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Devon Energy Corporation is one of the most prominent companies in Oklahoma. They've been in business for nearly 50 years, and at one point had assets in Azerbaijan, Brazil, and in the Gulf of Mexico. These were sold to BP in 2010 for $7 billion. Now, most of their exploration and production take place in the lower 48 US states, with some heavy oil production in Alberta, Canada.
APRIL 2015: The company announced that it had laid off some employees, but didn’t go into details of how many, or which section of the company. According to regulatory filings, at the end of 2014 Devon Energy Corporation had 6,600 employees. This included the people at its subsidiary (EnLink Midstream Partners LP) which had around 1,100 people.
Here’s the company announcement at that time:
“Devon took action Tuesday to better align the functions in one department with our company’s strategic priorities,” the company said in a statement. “We’ve made no companywide staff reductions, and our total employment has increased since the first of the year. In fact, we are also still hiring for multiple positions, as shown on the careers section of Devon’s website. As it would be inappropriate to discuss individual personnel matters, we have nothing additional to share.”
They were weathering the downturn reasonably well and putting on a brave face in spite of severe market conditions.
October 2015: This time some numbers were mentioned. They announced that 15% of its Canadian workforce had been cut. This related to around 200 people split between the Calgary offices and field operations in northern Alberta.
The reason given was the fact that they’d finished some major projects such as the Jackfish heavy oil facility. In the background, the oil and gas crash was hitting the Canadian oil and gas industry heard, lowering capital expenditure expectations.
February 2016: The announcement came that 1000 employees were to lose their jobs, 700 from their Oklahoma city offices. This move wasn’t surprising as the oil price crash had continued for well over a year. Most agreed that Devon Energy had held on as long as possible, in severe market conditions.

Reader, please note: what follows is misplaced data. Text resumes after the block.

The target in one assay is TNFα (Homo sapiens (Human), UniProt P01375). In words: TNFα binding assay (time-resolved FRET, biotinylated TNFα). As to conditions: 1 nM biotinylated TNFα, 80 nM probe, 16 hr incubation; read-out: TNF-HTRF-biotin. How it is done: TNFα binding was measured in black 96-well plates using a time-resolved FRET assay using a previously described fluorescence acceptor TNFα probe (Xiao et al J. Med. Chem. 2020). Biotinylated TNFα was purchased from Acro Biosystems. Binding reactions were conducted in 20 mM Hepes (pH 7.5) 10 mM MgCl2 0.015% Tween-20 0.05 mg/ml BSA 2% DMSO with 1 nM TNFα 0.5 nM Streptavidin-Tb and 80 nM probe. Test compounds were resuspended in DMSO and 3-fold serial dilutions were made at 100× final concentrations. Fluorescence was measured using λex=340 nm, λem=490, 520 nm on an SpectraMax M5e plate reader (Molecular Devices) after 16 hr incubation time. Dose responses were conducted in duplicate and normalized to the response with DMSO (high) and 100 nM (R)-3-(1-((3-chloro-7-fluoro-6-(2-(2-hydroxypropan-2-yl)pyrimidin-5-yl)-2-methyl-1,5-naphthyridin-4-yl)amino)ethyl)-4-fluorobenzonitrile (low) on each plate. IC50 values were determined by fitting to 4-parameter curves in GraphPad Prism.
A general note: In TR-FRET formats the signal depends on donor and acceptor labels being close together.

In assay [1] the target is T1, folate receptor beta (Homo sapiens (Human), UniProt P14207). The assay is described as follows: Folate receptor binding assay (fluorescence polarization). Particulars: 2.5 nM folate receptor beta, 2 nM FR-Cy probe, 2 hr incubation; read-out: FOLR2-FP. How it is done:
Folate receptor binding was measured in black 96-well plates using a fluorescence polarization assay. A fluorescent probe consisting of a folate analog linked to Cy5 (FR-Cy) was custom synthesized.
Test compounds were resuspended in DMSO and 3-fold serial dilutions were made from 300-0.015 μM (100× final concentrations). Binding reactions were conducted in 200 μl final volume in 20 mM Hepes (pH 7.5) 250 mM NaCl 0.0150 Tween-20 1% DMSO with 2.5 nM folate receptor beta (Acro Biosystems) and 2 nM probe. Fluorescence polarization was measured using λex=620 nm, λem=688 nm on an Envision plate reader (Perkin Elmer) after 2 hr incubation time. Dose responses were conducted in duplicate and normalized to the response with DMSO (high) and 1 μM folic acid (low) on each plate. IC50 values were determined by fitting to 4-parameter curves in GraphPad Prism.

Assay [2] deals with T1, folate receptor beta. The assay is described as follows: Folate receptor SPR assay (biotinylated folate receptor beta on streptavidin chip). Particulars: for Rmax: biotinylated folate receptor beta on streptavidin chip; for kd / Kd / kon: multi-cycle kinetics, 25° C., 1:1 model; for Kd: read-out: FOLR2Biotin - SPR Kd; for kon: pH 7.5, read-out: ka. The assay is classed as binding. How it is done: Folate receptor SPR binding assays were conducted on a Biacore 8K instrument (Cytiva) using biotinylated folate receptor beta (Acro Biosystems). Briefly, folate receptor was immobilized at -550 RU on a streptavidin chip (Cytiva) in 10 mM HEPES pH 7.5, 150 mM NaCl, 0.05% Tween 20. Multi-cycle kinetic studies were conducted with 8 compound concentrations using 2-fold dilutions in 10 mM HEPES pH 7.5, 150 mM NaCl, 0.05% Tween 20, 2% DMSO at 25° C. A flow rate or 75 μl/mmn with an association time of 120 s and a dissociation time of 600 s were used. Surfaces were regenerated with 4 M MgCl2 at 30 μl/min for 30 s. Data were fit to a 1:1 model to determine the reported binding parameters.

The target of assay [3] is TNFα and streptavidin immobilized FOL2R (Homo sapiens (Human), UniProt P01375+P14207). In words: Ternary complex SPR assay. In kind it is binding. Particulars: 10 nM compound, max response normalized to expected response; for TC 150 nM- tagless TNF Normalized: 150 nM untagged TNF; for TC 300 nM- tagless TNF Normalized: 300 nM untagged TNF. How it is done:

April 2018: Devon Energy announced its plans to cut another 9% of its total staff. The total number of staff was down to only 3,400, so this meant around 300 losing their jobs.
Company spokesperson, John Porretto stated that the job cuts will involve all sections of the company. Other comments from the company the included plans to reduce Devon Energy’s general and administrative costs by $150-$200 million by 2020.
Devon Energy is heavily invested in the ‘shale revolution’ and is one of many companies under shareholder pressure to show returns. As is the case with many companies that are involved in the shale boom, production has expanded through the crash. Devon Energy has doubled their US onshore production since 2011.
Many investors are getting tired of exploration and development, and want a focus on production and profitability. It seems that Devon Energy is one of the companies that are doing this.
A recent comment from Dave Hager, the Chief Executive of the company said recently that Devon Energy had to relinquish assets of more than $5 billion to become a “lean, efficient company that drives high returns.”